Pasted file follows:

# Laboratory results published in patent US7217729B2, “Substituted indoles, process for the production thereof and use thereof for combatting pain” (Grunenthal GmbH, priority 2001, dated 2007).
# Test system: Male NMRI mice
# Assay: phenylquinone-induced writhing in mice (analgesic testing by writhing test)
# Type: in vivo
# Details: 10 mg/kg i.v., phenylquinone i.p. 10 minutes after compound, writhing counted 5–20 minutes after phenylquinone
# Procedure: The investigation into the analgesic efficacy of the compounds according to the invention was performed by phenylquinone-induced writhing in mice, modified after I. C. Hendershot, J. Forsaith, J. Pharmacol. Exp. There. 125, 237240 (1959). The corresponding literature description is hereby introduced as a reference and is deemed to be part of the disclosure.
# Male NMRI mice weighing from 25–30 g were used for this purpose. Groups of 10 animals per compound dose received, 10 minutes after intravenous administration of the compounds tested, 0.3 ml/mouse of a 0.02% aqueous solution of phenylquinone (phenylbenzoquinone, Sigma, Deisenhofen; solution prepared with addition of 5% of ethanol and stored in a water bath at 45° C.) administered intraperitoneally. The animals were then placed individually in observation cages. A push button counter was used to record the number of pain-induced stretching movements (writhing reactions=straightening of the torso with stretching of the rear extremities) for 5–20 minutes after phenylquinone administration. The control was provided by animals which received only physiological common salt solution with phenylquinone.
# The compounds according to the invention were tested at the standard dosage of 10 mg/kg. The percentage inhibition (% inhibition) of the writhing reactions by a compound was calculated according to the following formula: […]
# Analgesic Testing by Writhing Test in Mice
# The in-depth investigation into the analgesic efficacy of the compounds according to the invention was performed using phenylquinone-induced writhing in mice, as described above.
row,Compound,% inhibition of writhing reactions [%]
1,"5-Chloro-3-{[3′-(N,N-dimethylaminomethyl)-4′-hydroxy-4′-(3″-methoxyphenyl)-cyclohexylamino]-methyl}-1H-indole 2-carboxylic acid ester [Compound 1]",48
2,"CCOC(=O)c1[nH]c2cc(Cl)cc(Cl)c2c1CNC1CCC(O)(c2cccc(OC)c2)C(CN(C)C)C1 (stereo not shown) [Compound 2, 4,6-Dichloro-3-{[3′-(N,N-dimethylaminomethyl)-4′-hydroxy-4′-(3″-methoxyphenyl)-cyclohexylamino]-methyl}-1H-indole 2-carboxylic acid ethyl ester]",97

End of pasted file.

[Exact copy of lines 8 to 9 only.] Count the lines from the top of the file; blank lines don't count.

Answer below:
# The compounds according to the invention were tested at the standard dosage of 10 mg/kg. The percentage inhibition (% inhibition) of the writhing reactions by a compound was calculated according to the following formula: […]
# Analgesic Testing by Writhing Test in Mice